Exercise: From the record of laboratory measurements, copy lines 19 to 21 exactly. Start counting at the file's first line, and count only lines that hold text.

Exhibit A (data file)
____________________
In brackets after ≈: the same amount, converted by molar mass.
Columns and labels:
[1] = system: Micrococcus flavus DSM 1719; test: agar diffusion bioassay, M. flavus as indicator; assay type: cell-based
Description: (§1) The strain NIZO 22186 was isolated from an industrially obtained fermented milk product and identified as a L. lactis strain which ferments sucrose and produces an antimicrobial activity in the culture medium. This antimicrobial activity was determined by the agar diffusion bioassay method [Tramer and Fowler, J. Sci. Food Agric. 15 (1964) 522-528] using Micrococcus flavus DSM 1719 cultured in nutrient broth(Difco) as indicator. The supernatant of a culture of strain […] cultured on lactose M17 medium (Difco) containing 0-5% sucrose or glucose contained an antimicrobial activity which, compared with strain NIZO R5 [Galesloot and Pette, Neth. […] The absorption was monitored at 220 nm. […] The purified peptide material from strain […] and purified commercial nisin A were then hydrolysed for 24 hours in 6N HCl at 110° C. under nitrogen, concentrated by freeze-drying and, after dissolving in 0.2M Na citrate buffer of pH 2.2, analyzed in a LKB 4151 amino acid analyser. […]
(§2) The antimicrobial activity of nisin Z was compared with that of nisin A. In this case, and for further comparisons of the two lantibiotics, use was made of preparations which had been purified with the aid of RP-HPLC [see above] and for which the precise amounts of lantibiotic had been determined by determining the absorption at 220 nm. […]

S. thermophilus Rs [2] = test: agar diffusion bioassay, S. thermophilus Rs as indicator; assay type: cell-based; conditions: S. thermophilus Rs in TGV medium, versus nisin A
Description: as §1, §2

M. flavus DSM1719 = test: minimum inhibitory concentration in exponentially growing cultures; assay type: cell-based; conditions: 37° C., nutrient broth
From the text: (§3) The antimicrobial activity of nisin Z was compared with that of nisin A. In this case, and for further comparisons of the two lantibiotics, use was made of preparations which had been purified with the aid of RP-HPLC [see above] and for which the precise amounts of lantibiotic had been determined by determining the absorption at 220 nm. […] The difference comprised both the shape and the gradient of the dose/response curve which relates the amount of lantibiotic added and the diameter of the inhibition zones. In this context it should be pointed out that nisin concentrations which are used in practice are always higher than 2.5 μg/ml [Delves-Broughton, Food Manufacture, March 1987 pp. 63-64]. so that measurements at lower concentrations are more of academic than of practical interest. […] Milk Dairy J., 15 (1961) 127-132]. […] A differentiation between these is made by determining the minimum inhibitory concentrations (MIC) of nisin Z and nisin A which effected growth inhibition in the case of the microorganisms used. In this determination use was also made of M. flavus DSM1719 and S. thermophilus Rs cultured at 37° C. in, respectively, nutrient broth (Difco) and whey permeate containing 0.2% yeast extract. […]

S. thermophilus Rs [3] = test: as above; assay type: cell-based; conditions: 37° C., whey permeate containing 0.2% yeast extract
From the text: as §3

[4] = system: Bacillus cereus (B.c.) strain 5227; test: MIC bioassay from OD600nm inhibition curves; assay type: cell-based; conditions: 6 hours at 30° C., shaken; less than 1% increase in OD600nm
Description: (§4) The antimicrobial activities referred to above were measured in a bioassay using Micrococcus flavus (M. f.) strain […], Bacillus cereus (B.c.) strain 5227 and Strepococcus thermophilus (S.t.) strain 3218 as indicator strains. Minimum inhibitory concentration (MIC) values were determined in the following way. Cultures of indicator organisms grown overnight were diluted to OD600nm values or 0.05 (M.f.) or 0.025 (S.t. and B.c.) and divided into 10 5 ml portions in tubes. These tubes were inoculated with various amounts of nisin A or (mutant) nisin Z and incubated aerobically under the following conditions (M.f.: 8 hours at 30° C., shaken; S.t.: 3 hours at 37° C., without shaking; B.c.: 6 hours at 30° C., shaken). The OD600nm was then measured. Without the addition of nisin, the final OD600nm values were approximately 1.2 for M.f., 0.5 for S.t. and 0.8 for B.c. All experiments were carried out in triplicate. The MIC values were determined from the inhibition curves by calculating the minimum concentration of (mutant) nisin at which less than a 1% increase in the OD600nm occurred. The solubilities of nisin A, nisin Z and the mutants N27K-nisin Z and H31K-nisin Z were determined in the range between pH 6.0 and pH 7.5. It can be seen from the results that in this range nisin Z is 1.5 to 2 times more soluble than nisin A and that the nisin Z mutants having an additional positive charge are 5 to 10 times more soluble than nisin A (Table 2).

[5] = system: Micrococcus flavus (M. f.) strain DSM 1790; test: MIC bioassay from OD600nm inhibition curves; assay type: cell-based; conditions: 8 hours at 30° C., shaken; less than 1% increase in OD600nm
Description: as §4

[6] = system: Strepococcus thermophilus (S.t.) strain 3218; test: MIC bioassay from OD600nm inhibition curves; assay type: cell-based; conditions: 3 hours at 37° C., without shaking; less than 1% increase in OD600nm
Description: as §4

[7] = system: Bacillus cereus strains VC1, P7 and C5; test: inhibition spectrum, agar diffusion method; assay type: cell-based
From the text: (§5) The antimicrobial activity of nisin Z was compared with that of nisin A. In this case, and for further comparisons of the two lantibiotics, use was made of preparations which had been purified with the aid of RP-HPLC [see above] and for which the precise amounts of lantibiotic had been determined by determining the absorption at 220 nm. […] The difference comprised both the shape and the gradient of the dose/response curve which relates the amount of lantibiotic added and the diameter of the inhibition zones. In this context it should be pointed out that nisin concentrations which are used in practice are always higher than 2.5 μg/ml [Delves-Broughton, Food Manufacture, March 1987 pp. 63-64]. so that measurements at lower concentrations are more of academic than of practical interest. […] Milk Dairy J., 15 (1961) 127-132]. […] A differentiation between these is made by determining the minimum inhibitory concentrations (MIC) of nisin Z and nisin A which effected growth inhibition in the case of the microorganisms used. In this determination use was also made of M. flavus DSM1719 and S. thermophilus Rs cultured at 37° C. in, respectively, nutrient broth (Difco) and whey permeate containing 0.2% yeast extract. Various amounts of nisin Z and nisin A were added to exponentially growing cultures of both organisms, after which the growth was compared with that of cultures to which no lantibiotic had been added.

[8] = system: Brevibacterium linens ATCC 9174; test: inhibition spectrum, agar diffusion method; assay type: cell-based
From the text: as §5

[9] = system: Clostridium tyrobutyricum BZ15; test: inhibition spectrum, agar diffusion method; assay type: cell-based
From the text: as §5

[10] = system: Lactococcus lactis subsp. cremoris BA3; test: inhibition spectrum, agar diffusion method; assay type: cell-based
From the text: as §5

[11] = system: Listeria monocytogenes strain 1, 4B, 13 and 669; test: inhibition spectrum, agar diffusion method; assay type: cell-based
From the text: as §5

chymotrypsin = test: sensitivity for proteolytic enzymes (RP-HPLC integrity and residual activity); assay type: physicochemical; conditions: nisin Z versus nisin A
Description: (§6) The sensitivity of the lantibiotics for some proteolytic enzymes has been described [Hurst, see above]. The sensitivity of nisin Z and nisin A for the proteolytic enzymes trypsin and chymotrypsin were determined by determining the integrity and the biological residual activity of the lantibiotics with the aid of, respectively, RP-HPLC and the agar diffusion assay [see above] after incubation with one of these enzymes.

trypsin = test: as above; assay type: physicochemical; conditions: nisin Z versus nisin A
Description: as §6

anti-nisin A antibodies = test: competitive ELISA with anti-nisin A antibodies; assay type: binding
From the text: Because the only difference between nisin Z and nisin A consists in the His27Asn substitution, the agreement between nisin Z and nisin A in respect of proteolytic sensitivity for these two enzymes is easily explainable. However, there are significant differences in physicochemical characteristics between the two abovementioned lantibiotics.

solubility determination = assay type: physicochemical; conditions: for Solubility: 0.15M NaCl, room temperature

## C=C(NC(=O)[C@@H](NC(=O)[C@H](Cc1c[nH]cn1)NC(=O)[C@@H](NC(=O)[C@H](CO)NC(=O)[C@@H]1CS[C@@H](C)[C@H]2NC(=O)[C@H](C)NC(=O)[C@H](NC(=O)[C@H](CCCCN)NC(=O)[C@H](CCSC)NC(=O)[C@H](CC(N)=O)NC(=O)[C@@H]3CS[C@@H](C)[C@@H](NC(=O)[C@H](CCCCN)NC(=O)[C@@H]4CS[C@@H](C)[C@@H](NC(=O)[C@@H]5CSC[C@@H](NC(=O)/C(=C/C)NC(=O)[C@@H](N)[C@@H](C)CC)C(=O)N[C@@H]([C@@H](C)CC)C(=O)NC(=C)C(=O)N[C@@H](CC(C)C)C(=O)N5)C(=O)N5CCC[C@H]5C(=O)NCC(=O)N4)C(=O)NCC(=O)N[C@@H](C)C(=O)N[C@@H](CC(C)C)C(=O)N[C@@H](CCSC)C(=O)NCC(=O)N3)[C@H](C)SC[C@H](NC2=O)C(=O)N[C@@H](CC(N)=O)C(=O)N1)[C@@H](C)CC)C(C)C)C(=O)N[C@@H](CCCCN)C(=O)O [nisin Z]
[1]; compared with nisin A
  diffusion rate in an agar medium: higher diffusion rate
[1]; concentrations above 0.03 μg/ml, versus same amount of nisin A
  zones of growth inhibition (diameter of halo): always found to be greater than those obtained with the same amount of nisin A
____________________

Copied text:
From the text: (§5) The antimicrobial activity of nisin Z was compared with that of nisin A. In this case, and for further comparisons of the two lantibiotics, use was made of preparations which had been purified with the aid of RP-HPLC [see above] and for which the precise amounts of lantibiotic had been determined by determining the absorption at 220 nm. […] The difference comprised both the shape and the gradient of the dose/response curve which relates the amount of lantibiotic added and the diameter of the inhibition zones. In this context it should be pointed out that nisin concentrations which are used in practice are always higher than 2.5 μg/ml [Delves-Broughton, Food Manufacture, March 1987 pp. 63-64]. so that measurements at lower concentrations are more of academic than of practical interest. […] Milk Dairy J., 15 (1961) 127-132]. […] A differentiation between these is made by determining the minimum inhibitory concentrations (MIC) of nisin Z and nisin A which effected growth inhibition in the case of the microorganisms used. In this determination use was also made of M. flavus DSM1719 and S. thermophilus Rs cultured at 37° C. in, respectively, nutrient broth (Difco) and whey permeate containing 0.2% yeast extract. Various amounts of nisin Z and nisin A were added to exponentially growing cultures of both organisms, after which the growth was compared with that of cultures to which no lantibiotic had been added.

[8] = system: Brevibacterium linens ATCC 9174; test: inhibition spectrum, agar diffusion method; assay type: cell-based
From the text: as §5